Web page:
Obituaries: James Longley

January 22, 1999

James Longley died on October 31, 1998, two days past his 85th birthday.

A graduate of Texas A&M University, he received MA and PhD degrees in economics from Harvard University. He spent most of his career at the Bureau of Labor Statistics, earning a Career Service Award.

His book Least Squares Computations Using Orthogonalization Methods (Marcel Dekker, 1984) was dedicated to his wife, Letitia, now deceased. He is best known for the Longley dataset, a least squares problem that is computationally difficult. His last publication, co-authored by his brother Roger Dale, appeared in the journal Numerical Linear Algebra with Applications just last year. He was a member of SIAM, the American Mathematical Society, the Mathematical Association of America, the American Statistical Association, and the Association for Computing Machinery.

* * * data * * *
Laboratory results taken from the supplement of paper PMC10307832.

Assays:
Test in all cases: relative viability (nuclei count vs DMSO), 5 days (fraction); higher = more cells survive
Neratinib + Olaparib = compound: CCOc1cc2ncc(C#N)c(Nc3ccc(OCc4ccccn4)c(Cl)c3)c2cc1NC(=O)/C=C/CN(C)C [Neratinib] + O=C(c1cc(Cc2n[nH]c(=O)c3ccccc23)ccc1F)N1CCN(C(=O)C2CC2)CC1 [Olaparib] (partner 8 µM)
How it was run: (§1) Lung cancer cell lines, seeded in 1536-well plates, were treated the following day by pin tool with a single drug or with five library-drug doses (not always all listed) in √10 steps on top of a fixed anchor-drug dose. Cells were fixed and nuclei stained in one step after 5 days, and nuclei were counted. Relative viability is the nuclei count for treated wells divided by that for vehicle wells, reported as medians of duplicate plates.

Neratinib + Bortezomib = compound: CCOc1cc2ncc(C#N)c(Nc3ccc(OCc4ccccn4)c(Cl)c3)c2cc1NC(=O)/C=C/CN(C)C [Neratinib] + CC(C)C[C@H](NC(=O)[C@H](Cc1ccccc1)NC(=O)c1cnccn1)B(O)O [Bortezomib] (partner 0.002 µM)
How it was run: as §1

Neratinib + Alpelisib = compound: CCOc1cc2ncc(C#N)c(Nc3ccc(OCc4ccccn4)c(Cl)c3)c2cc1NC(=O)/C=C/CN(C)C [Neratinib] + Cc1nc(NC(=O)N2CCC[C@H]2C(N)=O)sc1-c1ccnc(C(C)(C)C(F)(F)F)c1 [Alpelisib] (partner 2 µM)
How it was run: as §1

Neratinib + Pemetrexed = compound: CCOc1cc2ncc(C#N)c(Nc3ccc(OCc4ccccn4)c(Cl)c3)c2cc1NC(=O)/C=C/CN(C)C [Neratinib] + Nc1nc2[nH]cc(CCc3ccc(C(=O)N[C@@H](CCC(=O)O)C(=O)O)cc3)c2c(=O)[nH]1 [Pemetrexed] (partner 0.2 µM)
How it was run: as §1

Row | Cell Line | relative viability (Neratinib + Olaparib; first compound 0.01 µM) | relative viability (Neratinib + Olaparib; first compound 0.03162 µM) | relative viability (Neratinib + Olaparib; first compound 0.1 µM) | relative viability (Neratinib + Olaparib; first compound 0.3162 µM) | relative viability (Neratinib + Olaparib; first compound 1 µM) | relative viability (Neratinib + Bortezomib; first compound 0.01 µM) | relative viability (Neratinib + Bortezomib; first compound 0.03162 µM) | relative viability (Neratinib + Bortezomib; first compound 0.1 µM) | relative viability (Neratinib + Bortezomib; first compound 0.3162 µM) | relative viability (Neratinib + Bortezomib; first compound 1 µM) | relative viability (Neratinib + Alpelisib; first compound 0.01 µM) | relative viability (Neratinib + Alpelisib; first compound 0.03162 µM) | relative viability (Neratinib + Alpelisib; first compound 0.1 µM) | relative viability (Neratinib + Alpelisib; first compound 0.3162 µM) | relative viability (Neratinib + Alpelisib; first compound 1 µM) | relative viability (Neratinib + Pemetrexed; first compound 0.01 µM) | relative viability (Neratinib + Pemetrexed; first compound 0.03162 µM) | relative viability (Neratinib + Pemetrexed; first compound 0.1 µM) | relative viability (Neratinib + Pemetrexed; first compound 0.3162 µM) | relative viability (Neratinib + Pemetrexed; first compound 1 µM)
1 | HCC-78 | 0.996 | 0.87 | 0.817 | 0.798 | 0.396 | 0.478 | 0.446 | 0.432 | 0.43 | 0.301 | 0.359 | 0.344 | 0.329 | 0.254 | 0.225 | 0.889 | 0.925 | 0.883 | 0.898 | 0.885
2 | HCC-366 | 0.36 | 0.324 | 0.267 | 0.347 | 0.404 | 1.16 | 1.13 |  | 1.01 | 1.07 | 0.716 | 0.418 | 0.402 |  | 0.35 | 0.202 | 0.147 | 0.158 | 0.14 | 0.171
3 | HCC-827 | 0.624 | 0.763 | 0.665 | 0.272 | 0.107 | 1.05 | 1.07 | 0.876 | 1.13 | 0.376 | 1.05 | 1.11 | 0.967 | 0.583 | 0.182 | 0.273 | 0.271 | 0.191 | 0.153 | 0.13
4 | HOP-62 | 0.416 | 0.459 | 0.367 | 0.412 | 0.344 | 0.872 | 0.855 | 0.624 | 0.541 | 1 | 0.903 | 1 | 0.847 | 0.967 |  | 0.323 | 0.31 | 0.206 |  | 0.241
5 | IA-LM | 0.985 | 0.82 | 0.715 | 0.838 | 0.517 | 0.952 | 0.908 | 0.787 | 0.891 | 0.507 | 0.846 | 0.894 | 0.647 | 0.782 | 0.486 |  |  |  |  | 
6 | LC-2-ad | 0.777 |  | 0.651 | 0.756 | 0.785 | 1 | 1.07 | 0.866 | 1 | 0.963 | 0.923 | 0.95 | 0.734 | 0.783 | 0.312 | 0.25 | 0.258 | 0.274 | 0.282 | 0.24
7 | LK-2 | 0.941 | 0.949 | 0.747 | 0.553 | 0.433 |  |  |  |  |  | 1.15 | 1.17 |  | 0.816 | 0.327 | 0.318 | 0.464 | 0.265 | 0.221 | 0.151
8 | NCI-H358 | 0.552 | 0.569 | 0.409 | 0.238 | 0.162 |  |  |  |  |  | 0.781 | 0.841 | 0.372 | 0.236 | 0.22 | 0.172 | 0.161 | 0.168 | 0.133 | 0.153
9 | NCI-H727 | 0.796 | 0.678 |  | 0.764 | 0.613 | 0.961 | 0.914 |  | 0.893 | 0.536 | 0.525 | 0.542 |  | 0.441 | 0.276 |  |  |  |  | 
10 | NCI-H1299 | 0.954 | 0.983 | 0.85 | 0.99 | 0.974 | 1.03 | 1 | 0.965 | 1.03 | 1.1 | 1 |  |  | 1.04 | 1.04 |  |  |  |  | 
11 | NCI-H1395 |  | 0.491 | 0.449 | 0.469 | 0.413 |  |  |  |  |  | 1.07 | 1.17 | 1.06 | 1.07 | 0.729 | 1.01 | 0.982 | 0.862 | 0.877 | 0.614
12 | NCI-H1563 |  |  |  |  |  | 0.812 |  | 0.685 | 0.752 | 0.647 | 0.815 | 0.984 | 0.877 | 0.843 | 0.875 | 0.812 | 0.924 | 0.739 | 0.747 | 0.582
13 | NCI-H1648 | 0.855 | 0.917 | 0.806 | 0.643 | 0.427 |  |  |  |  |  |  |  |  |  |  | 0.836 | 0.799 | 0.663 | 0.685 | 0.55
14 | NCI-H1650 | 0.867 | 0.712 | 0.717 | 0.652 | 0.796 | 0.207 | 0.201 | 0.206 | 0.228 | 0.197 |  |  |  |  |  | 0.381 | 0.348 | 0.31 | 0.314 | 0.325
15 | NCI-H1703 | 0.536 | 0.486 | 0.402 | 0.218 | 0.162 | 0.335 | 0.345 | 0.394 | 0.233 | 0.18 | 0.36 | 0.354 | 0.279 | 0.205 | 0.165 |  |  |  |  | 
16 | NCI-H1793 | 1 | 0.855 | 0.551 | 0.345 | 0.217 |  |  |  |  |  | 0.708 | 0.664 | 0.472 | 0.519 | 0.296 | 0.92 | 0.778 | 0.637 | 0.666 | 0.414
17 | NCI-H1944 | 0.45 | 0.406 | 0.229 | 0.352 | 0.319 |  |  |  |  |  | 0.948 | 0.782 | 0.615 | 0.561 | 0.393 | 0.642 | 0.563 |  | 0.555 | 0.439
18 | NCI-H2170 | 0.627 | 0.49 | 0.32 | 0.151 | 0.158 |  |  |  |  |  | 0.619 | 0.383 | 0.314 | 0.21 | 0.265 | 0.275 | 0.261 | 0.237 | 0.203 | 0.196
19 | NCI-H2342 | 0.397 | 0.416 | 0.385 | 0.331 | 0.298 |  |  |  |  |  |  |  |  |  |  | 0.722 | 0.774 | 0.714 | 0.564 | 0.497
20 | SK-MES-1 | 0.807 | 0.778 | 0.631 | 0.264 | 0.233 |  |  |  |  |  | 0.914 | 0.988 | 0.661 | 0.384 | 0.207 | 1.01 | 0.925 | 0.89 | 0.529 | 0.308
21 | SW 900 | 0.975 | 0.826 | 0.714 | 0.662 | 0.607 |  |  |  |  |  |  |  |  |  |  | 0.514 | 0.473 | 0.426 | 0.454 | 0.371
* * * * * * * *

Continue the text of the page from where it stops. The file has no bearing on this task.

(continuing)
He will be remembered for his high standards, his joy in debate, his advocacy of Gram-Schmidt methods, and his beloved rose garden.

Dianne P. O'Leary, Department of Computer Science, University of Maryland, College Park

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